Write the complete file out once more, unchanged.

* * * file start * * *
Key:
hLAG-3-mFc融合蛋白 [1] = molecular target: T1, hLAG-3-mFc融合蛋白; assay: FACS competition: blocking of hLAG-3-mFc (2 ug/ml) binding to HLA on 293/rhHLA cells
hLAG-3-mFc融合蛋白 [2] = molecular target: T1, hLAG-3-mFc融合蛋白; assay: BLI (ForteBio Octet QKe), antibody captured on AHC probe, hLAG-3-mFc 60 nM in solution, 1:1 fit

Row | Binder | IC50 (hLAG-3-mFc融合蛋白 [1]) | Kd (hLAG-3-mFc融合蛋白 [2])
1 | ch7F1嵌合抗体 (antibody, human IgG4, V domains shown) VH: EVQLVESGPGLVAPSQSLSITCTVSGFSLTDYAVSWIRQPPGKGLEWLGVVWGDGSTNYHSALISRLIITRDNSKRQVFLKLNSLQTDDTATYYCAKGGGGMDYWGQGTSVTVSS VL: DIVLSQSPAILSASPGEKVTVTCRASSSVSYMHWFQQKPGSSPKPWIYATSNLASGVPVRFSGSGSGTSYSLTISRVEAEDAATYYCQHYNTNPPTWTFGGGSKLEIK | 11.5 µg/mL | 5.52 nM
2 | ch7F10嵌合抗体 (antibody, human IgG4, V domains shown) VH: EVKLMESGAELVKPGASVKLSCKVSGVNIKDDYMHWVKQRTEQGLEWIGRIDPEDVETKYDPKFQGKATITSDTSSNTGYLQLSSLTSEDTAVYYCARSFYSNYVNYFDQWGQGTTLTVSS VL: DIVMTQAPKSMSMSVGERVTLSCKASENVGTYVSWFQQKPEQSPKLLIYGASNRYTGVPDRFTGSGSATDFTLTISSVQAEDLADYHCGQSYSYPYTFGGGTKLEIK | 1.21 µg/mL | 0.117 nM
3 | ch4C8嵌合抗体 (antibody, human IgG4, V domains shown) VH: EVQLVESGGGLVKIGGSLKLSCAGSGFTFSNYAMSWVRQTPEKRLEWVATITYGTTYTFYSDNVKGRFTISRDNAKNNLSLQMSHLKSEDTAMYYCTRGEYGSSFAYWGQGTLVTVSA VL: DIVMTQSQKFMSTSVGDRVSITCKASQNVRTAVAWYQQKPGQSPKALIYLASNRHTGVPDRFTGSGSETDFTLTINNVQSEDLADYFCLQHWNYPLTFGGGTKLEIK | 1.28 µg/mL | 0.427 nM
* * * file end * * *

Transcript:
Key:
hLAG-3-mFc融合蛋白 [1] = molecular target: T1, hLAG-3-mFc融合蛋白; assay: FACS competition: blocking of hLAG-3-mFc (2 ug/ml) binding to HLA on 293/rhHLA cells
hLAG-3-mFc融合蛋白 [2] = molecular target: T1, hLAG-3-mFc融合蛋白; assay: BLI (ForteBio Octet QKe), antibody captured on AHC probe, hLAG-3-mFc 60 nM in solution, 1:1 fit

Row | Binder | IC50 (hLAG-3-mFc融合蛋白 [1]) | Kd (hLAG-3-mFc融合蛋白 [2])
1 | ch7F1嵌合抗体 (antibody, human IgG4, V domains shown) VH: EVQLVESGPGLVAPSQSLSITCTVSGFSLTDYAVSWIRQPPGKGLEWLGVVWGDGSTNYHSALISRLIITRDNSKRQVFLKLNSLQTDDTATYYCAKGGGGMDYWGQGTSVTVSS VL: DIVLSQSPAILSASPGEKVTVTCRASSSVSYMHWFQQKPGSSPKPWIYATSNLASGVPVRFSGSGSGTSYSLTISRVEAEDAATYYCQHYNTNPPTWTFGGGSKLEIK | 11.5 µg/mL | 5.52 nM
2 | ch7F10嵌合抗体 (antibody, human IgG4, V domains shown) VH: EVKLMESGAELVKPGASVKLSCKVSGVNIKDDYMHWVKQRTEQGLEWIGRIDPEDVETKYDPKFQGKATITSDTSSNTGYLQLSSLTSEDTAVYYCARSFYSNYVNYFDQWGQGTTLTVSS VL: DIVMTQAPKSMSMSVGERVTLSCKASENVGTYVSWFQQKPEQSPKLLIYGASNRYTGVPDRFTGSGSATDFTLTISSVQAEDLADYHCGQSYSYPYTFGGGTKLEIK | 1.21 µg/mL | 0.117 nM
3 | ch4C8嵌合抗体 (antibody, human IgG4, V domains shown) VH: EVQLVESGGGLVKIGGSLKLSCAGSGFTFSNYAMSWVRQTPEKRLEWVATITYGTTYTFYSDNVKGRFTISRDNAKNNLSLQMSHLKSEDTAMYYCTRGEYGSSFAYWGQGTLVTVSA VL: DIVMTQSQKFMSTSVGDRVSITCKASQNVRTAVAWYQQKPGQSPKALIYLASNRHTGVPDRFTGSGSETDFTLTINNVQSEDLADYFCLQHWNYPLTFGGGTKLEIK | 1.28 µg/mL | 0.427 nM